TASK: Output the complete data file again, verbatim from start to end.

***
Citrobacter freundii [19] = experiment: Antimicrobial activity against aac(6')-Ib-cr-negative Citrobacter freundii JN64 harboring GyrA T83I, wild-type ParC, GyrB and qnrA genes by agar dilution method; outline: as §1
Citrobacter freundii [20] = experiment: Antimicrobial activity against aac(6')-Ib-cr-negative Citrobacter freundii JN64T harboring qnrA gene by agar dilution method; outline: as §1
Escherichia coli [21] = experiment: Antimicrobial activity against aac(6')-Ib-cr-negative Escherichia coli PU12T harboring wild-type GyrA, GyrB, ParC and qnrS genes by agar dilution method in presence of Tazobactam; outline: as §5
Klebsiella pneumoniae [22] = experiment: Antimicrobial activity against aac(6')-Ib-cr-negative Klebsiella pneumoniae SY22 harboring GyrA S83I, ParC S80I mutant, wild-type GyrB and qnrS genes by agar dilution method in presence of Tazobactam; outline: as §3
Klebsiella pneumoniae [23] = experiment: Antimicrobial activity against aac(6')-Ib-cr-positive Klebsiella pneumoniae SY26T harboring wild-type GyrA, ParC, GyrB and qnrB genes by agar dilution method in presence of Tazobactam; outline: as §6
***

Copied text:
Citrobacter freundii [19] = experiment: Antimicrobial activity against aac(6')-Ib-cr-negative Citrobacter freundii JN64 harboring GyrA T83I, wild-type ParC, GyrB and qnrA genes by agar dilution method; outline: as §1
Citrobacter freundii [20] = experiment: Antimicrobial activity against aac(6')-Ib-cr-negative Citrobacter freundii JN64T harboring qnrA gene by agar dilution method; outline: as §1
Escherichia coli [21] = experiment: Antimicrobial activity against aac(6')-Ib-cr-negative Escherichia coli PU12T harboring wild-type GyrA, GyrB, ParC and qnrS genes by agar dilution method in presence of Tazobactam; outline: as §5
Klebsiella pneumoniae [22] = experiment: Antimicrobial activity against aac(6')-Ib-cr-negative Klebsiella pneumoniae SY22 harboring GyrA S83I, ParC S80I mutant, wild-type GyrB and qnrS genes by agar dilution method in presence of Tazobactam; outline: as §3
Klebsiella pneumoniae [23] = experiment: Antimicrobial activity against aac(6')-Ib-cr-positive Klebsiella pneumoniae SY26T harboring wild-type GyrA, ParC, GyrB and qnrB genes by agar dilution method in presence of Tazobactam; outline: as §6